Happy Friday, everyone! Here is a video of some guys in matching zip-up sweaters telling us they’ve found a way to turn water into wine. Okay, that ‘way’ involves ‘adding the ingredients necessary to make wine’ but still: JESUS STUFF.
According to Eater, The New York City Hospitality Alliance has issued a press release reminding everyone that bottomless drinks at brunch are illegal. Thanks, guys
Drone deliveries are likely to be a part of our future, and with Wisconsin brewery Lakemaid already delivering beer to customers, the future is now! Except it shouldn’t be, at least according to the FAA. According to TechCrunch.
Kyle Swenson went on a quest to find $1 draft beers where he lives in South Florida (I have also gone on a similar quest before), and discovered that the rise of brewing costs may make the $1 draft beer bar special a relic of the past (though, impossibly, he does find it).
A group of about 20 “chronic alcoholics” in Amsterdam’s Oosterpark were spending their days fighting, shouting, making comments at women, and generally disturbing the peace, so the state-funded Rainbow Foundation Project, put them to work — voluntarily. Strange as it may seem, most parties — the participants, the foundation, the neighborhood residents — seem satisfied with the arrangement.
All this week, I’ve been reading about how we’re on a brink of a global wine shortage, which was based on a report by Morgan Stanley Research and quickly made headlines (“Drink It While Your Can!” some headlines warned).
Traditionally beer has been the everyman drink, but wine is catching up because young people will literally drink wine anywhere anytime. E. & J. Gallo, who own Barefoot (the number 1 wine in the U.S. lol), want to be part of wine’s takeover of the beverage market by making wine the drink you crave even when you’re parched with a line of wines meant to be served over ice. HAHAHA that already exists it’s called chardonnay.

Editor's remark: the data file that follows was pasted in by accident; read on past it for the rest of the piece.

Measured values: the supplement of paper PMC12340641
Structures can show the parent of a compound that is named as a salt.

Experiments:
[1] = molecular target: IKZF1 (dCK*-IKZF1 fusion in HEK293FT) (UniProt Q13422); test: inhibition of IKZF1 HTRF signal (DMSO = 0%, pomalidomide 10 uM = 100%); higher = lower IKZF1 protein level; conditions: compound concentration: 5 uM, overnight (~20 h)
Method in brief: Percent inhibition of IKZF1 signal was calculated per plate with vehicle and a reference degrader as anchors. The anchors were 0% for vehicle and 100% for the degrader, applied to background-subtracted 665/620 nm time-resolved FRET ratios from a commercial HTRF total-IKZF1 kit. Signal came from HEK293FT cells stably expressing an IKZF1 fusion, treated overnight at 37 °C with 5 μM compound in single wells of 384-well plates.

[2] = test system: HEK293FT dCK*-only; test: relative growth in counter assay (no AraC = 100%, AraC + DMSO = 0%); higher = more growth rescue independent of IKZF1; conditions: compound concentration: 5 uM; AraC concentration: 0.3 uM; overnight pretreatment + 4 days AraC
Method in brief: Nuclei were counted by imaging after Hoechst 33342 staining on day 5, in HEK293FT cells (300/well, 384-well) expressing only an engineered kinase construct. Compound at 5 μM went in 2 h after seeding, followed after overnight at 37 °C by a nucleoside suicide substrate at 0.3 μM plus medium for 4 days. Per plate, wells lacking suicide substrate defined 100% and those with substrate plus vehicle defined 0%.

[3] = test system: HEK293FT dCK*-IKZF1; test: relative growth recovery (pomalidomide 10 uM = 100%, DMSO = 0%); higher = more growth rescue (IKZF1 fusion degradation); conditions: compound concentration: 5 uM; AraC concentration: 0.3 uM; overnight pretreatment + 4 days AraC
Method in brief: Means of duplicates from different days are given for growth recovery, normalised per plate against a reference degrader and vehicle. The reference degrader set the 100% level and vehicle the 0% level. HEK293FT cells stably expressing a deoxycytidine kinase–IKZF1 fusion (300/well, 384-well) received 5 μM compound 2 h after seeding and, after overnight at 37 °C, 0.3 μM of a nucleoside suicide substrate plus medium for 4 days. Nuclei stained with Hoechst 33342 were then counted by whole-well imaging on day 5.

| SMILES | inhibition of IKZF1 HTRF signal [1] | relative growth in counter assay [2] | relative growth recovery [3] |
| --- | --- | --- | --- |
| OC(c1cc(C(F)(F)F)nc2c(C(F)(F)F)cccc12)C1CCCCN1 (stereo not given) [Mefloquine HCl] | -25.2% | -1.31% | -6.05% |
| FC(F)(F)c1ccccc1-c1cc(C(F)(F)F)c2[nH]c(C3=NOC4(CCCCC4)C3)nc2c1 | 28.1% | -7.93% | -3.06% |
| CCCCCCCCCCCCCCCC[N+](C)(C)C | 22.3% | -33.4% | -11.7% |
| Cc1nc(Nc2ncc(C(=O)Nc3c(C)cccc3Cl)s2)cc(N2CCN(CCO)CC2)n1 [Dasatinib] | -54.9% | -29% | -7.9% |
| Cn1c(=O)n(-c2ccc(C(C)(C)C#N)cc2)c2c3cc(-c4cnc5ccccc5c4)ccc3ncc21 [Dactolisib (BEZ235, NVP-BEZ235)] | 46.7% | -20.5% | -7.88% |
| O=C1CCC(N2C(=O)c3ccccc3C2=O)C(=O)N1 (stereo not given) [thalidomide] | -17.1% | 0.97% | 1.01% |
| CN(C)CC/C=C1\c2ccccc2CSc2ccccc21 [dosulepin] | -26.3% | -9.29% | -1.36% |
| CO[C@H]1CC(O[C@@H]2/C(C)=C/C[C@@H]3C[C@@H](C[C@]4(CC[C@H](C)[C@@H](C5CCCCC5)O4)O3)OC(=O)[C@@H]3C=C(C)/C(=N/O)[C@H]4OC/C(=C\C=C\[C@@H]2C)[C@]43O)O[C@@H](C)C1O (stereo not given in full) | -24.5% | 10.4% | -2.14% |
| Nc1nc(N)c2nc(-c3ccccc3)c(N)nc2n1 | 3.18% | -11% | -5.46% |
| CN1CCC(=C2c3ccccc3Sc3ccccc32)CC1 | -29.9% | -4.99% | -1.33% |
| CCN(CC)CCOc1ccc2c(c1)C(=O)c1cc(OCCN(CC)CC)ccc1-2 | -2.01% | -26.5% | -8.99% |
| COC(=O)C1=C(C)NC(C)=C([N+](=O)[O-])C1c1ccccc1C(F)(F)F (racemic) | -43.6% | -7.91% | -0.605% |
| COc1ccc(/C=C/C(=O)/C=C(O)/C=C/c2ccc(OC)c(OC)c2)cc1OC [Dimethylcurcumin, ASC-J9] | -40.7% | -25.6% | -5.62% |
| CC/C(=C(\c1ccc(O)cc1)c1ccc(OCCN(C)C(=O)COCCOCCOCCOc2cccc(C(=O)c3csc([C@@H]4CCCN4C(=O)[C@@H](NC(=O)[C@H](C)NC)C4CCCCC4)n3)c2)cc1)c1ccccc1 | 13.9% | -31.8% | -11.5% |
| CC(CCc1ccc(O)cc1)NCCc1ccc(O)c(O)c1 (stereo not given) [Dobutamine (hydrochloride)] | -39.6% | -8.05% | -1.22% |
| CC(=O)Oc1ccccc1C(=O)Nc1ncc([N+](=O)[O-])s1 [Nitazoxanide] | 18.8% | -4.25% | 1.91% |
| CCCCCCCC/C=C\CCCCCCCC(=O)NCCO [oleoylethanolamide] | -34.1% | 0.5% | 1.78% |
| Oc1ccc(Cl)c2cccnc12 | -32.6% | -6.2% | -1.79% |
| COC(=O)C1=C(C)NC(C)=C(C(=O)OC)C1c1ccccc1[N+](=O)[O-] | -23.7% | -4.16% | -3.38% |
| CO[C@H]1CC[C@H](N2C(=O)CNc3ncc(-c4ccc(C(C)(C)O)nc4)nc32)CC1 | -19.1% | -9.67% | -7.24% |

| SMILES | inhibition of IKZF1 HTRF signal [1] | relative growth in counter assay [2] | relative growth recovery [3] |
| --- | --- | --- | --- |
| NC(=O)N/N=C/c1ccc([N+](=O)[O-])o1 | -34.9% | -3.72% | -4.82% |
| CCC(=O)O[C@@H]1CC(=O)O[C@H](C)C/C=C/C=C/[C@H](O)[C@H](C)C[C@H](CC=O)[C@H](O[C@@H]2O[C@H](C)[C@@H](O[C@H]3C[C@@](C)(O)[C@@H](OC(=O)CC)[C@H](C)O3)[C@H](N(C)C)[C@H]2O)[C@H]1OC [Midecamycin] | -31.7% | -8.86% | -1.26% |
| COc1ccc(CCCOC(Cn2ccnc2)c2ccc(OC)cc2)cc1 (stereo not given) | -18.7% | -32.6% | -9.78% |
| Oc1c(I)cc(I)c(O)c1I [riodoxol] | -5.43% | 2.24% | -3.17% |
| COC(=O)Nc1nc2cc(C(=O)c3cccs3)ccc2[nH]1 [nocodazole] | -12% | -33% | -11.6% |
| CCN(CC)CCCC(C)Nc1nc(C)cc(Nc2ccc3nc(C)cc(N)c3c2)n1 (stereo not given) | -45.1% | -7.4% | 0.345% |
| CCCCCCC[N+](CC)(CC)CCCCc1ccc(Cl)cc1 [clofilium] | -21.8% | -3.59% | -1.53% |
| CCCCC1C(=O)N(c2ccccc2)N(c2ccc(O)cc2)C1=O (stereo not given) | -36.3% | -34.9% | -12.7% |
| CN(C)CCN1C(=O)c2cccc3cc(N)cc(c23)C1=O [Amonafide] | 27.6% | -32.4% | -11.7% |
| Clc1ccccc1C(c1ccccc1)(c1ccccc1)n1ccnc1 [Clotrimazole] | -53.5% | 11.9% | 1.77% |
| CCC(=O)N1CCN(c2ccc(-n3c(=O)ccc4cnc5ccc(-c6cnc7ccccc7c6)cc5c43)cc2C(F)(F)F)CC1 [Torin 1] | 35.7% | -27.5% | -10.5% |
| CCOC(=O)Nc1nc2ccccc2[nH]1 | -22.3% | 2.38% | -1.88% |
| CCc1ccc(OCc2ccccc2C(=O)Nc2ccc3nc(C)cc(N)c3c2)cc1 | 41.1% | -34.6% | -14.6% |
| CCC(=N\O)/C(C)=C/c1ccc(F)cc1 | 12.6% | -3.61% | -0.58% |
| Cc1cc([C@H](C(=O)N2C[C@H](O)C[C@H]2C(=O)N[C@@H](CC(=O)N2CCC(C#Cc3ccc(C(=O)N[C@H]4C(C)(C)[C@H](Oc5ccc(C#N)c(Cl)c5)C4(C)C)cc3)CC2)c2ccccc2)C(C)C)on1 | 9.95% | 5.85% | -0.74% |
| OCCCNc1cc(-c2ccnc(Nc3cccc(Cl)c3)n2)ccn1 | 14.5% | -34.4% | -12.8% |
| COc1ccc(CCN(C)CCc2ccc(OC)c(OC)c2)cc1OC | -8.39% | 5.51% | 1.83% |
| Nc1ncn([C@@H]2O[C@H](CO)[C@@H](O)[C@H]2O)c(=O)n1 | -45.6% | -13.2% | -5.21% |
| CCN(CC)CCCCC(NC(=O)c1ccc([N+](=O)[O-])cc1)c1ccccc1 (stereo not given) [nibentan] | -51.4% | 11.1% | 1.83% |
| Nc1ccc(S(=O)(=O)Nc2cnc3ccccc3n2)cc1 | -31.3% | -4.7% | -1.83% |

Mental Floss reports that Canadian beer company Molson placed beer fridges across Europe that’s stocked with free beer and can only be opened by someone with a Canadian passport. I’m not usually into gimmicky ads like this, but I enjoyed this one. Maybe it’s because it’s just a few days before Canadian Thanksgiving. (Happy early Thanksgiving, Canadian friends.)
Not anymore! But at one time, maybe! Stan Fedun explains why alcoholism is so rampant in Russia (1 in 5 Russian men die from alcohol related illnesses): “Stalin used vodka sales to help pay for the socialist industrialization of the Soviet Union. By the 1970s, receipts from alcohol again constituted a third of government revenues.”
One of my favorite things to do when I didn’t have any discretional money to spend (or really, even when I did have money to spend) was go to one of the New York Public libraries and spend a day going down every aisle browsing all the books to find a random interesting book to read (I didn’t know I wanted to read a book about cognitive therapy or an unauthorized biography of Anna Wintour until those books came before my eyes). The new Bexar County BilbioTech library is less aisle-browsing and more Apple Store (the library was inspired by Steve Jobs, according to Government Technology, and county officials have compared the digital library to an Apple Store in initial plans). If a digital library encourages more people to visit or check out books because they think it’s an Apple Store, then good—as long as they don’t throw away all their books.